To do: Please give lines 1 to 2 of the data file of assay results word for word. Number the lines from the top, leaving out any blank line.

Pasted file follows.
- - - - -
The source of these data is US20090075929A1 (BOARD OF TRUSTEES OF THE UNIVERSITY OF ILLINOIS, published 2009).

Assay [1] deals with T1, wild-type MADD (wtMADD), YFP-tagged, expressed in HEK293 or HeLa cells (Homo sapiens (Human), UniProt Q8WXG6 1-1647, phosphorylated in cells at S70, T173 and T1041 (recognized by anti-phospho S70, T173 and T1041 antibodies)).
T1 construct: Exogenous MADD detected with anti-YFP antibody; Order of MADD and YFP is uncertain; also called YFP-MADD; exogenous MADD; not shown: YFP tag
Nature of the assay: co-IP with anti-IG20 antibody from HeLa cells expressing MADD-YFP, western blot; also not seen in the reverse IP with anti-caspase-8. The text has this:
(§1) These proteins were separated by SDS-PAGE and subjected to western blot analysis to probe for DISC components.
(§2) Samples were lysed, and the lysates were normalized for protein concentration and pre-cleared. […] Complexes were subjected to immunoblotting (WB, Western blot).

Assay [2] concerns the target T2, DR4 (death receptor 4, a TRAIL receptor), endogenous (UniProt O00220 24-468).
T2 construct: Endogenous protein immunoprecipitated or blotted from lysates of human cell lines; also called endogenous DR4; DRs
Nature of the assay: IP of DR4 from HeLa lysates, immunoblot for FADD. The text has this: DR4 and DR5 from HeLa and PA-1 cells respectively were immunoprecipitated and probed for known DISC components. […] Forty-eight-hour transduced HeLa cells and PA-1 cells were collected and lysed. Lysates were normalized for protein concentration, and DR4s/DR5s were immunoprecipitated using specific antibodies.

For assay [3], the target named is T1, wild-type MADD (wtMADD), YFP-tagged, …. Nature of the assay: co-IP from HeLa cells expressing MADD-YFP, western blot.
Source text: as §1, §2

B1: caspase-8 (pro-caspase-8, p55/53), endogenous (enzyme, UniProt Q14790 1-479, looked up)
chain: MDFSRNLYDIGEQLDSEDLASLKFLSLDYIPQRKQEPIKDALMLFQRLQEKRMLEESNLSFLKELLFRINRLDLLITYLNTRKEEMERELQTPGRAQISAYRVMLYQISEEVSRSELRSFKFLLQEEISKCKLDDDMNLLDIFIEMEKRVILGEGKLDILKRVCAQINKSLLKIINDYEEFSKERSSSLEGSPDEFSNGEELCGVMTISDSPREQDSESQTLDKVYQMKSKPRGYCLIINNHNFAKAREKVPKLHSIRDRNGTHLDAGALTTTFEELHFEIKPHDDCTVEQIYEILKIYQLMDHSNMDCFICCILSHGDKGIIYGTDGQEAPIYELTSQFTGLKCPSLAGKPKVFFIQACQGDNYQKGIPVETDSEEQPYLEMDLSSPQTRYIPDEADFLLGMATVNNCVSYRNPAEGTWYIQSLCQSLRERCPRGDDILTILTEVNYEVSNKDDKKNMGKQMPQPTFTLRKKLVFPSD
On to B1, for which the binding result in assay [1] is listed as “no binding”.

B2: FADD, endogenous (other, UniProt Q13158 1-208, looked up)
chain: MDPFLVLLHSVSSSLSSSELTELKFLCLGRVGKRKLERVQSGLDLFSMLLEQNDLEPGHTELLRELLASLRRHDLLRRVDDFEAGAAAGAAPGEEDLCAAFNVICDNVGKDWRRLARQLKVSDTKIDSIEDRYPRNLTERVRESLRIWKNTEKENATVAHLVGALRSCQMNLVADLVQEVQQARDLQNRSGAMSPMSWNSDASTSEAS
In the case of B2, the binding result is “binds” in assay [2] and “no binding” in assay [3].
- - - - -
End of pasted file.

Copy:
The source of these data is US20090075929A1 (BOARD OF TRUSTEES OF THE UNIVERSITY OF ILLINOIS, published 2009).

Assay [1] deals with T1, wild-type MADD (wtMADD), YFP-tagged, expressed in HEK293 or HeLa cells (Homo sapiens (Human), UniProt Q8WXG6 1-1647, phosphorylated in cells at S70, T173 and T1041 (recognized by anti-phospho S70, T173 and T1041 antibodies)).